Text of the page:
Help! I fear my coworkers are silently judging me for one reason
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I'm pretty good at my job, from my understanding.
I've never missed a goal, I'm thorough, and I routinely hear positive feedback from my managers.
But one problem is keeping me up at night: I feel like everyone in the office is silently judging me because I never stay late and usually leave before 6 p.m.
The majority of people in my office seem to function on a "the more hours you're here, the better you're doing" mentality, but I inherently believe that as long as I'm getting my work done, that's all that matters.
I often like to make sure that I can hit the gym for a 7 p.m. class - and having time to work out and take care of myself is crucial to my productivity at work.
I also pride myself on my ability to manage time and work over the course of an eight- to nine-hour day. I never leave if there's a pressing project or deadline.
Still, I cannot help but be scared that people think I don't do enough work and that I'm uncommitted. Should I just stay late or come in early to show people that I'm committed, even if my work is done? Should I just stop caring what they think?
Anxious About Clocking Out
I once had a mentor tell me that life is like tending to four dishes on the stove, and you can only really pay attention to two at a time.
When you're killing it at work and meeting all your family obligations, your social life suffers and your time to work out and sleep evaporates. When you're leaving work early to go to the gym, you fear you'll be passed over for the next promotion.
Finding the perfect balance is impossible, but achieving peace of mind is not.
Obviously, you don't want to leave your coworkers in the lurch in the middle of an important deadline. But it sounds like you're getting your work done and feedback from your managers is positive. Assuming all that, we can talk about the best way to move forward.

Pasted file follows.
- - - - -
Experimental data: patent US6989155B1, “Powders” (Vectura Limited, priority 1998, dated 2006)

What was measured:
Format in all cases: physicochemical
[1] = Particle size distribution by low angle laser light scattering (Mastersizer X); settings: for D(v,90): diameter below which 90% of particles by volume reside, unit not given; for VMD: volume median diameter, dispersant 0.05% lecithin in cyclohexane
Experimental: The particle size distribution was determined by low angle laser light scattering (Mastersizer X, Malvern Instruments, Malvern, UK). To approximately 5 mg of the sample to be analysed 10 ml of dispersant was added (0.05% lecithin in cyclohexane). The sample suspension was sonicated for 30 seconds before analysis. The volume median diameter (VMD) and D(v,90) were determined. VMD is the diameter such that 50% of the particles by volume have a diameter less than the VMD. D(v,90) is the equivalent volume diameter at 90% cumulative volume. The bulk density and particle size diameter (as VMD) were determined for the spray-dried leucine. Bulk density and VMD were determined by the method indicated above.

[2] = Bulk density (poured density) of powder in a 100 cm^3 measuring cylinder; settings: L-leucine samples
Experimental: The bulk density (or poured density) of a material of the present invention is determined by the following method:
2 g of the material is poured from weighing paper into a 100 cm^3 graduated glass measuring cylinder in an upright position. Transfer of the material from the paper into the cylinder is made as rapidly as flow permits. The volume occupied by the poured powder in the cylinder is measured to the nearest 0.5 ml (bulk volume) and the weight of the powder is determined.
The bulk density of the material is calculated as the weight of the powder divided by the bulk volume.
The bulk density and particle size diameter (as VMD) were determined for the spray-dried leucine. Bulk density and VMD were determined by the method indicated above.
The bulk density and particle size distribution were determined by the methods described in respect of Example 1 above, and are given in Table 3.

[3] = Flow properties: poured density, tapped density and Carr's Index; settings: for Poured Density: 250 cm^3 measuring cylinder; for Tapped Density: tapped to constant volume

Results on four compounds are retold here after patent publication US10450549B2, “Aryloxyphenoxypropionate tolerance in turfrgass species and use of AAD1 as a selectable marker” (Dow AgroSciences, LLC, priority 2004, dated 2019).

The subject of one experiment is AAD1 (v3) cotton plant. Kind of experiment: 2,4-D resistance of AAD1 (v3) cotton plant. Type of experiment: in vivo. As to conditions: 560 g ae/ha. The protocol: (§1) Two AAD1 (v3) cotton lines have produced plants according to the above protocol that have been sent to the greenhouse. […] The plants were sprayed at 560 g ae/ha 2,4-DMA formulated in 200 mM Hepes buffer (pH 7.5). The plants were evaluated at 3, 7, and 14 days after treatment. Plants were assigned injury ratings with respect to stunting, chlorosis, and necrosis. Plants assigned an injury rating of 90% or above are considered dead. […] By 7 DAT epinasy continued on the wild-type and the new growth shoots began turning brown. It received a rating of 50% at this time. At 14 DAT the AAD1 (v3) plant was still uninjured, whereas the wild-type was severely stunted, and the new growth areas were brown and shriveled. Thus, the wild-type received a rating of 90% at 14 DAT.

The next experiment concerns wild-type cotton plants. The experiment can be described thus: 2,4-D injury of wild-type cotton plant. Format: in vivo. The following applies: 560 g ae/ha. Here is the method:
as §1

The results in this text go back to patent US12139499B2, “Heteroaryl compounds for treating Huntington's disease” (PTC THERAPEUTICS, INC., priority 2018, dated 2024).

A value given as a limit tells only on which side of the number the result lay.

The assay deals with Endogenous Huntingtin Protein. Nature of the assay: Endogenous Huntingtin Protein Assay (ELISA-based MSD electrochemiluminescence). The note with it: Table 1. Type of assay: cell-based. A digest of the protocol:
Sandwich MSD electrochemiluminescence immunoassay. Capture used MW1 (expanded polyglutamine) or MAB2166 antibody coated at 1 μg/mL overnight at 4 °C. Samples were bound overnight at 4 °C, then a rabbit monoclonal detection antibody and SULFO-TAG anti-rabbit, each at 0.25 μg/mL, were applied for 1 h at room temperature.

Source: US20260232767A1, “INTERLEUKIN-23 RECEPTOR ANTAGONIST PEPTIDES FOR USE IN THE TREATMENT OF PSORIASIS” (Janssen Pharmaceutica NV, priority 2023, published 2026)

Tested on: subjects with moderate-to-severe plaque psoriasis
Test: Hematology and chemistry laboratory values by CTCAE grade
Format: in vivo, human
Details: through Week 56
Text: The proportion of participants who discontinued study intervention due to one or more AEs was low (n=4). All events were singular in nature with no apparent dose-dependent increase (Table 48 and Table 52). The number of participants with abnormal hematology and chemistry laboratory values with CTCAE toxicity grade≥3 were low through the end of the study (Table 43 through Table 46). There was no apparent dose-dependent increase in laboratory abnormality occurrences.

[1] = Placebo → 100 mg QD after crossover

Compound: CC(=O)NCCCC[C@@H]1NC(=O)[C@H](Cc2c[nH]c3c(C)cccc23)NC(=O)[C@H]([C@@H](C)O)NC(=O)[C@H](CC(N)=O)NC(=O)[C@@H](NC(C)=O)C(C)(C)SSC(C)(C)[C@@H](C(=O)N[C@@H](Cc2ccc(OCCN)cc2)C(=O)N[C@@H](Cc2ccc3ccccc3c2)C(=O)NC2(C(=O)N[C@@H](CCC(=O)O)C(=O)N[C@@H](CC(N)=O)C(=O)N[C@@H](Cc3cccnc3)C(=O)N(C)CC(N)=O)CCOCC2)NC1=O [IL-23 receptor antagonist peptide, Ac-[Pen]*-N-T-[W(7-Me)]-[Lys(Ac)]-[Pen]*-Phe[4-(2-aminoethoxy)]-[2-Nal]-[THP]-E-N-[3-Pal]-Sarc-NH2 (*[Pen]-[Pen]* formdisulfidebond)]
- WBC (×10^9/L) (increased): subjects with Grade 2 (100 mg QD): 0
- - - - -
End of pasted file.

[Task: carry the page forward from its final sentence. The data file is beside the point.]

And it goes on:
Business Insider reporter Shana Lebowitz recently experimented with cutting back on her work hours for a story. She found no difference in her productivity and found benefits like having more time for enjoying hobbies outside of work.
But, like you, she describes intense guilt at leaving earlier than her coworkers.
The good news is the guilt you're feeling is probably unwarranted.
Modern companies seem to be growing out of assessing people based solely on "face time," endless hours unnecessarily spent in the office in order to appear more productive. Lebowitz cites Nordic countries, where employees who work long hours are viewed as inefficient.
I polled senior managers at Business Insider to see how they felt about "face time." Everyone I spoke to said they focus on the quality and quantity of work rather than whether the employee stays at their desk outside of business hours.
Everyone is entitled to his or her own priorities. How can you spend your time so you are the maximum level of happy?
You know that leaving for the gym is something you need to stay centered and sustain productivity. It's better for you to prioritize what will sustain you in the long run so you don't burn out.
Your manager has communicated you're doing a good job, so you likely don't need to worry about it. Even so, it may be worth following up with him or her to discuss expectations and ease your mind. Getting reassurance from above might make you feel better.
If your boss conveys that staying late is part of the culture, maybe it's time to search for a company that will judge you on your impact and accomplishments rather than just "being there."
As for your guilt, I doubt your coworkers are silently judging you. It's more likely their brains are occupied with pressing deadlines, family drama, and what to eat for dinner.
In the words of David Foster Wallace, "we'd care less what people think of us if we realized how little they actually do."
Set your priorities confidently, and you will go far.
Ashley Lutz is a senior editor at Business Insider answering all your questions about the workplace. Send your queries to asktheinsider@for publication on Business Insider. Requests for anonymity will be granted, and questions may be edited.
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